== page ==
2. Bring to a boil. Reduce heat to a gentle simmer. Skim off and discard any foam that rises to the surface. Simmer for 1 1/2 to 2 hours, until peas are tender. Throughout cooking, add water as necessary, always keeping liquid level 1 inch above surface, stirring occasionally with a wooden spoon. Turn off heat. Check broth for salt and adjust seasoning. Mixture should be fairly brothy. With a pair of tongs, remove ham hock, ham bone or bacon. Chop meat and skin in rough pieces and set aside.
  3. Put a large wide skillet over medium-high heat. Add vegetable oil and heat until wavy. Add garlic and red pepper and let sizzle without browning. Add collard greens and stir to coat. Season with salt and add 1 cup water, stirring to help wilt greens. Add chopped ham and reduce heat to medium, then cover with lid slightly ajar and cook until greens are soft, about 20 minutes. Check seasoning.
  4. To serve, put greens and meat in low soup bowls, then ladle over hot black-eyed peas. Sprinkle with scallions.

Curried Roasted Cabbage

Curried Roasted Cabbage


1 medium head green cabbage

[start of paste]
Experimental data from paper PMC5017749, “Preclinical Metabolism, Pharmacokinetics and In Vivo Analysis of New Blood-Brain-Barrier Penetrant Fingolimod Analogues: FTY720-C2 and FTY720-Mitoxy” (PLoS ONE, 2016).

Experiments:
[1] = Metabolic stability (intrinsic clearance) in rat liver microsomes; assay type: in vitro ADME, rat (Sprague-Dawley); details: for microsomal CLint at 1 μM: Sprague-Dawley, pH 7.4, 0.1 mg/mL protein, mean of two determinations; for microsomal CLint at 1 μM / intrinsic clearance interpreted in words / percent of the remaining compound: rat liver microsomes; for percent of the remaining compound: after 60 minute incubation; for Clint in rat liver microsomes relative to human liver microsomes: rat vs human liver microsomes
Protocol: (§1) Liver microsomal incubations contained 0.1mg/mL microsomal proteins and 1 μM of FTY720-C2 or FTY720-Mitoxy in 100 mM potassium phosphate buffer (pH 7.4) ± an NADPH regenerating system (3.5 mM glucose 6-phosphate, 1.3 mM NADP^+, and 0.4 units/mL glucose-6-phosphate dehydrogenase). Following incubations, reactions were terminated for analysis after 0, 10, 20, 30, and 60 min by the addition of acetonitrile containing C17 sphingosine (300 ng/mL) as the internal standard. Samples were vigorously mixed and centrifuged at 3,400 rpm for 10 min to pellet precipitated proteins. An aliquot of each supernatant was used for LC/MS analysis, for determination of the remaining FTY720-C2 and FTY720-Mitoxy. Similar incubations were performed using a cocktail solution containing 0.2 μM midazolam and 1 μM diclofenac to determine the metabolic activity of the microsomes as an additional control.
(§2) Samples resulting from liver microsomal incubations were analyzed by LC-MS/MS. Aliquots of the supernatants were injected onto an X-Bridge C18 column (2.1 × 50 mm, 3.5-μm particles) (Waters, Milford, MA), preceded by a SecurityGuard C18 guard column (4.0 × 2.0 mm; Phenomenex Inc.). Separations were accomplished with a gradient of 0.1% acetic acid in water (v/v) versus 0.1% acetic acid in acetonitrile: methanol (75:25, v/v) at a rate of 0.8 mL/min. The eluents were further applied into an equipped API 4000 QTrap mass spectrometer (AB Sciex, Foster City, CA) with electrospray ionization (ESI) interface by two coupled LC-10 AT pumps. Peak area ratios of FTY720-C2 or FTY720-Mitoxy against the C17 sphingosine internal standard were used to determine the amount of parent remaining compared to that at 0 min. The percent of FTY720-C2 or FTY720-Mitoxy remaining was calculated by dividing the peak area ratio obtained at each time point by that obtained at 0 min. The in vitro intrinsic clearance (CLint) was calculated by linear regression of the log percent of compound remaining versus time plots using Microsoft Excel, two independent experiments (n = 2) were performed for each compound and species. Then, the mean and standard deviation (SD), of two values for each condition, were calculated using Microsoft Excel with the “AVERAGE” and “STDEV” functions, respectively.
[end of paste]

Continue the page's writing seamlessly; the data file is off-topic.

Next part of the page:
1 yellow onion, sliced into thick wedges

2 Granny Smith apples, peeled and sliced into 8 wedges each

2 tablespoons olive oil

1 tablespoon curry powder, hot or mild

Kosher salt and ground black pepper

1/4 cup currants

1/4 cup toasted almond slivers

Lemon wedges, to serve


Heat the oven to 400 F. Line a rimmed baking sheet with foil.

Cut the cabbage into quarters, then cut out the thick stem and core from each piece and discard. Slice each quarter into 4 wedges for a total of 16 pieces.

In a large bowl, combine the cabbage wedges with the onion and apples, then drizzle with the olive oil and toss gently to coat. Sprinkle the curry powder over everything, coating all sides of the cabbage mixture. Season with salt and pepper. Transfer the mixture to the prepared baking sheet. Bake until tender and all sides are golden, about 20 minutes, turning halfway through.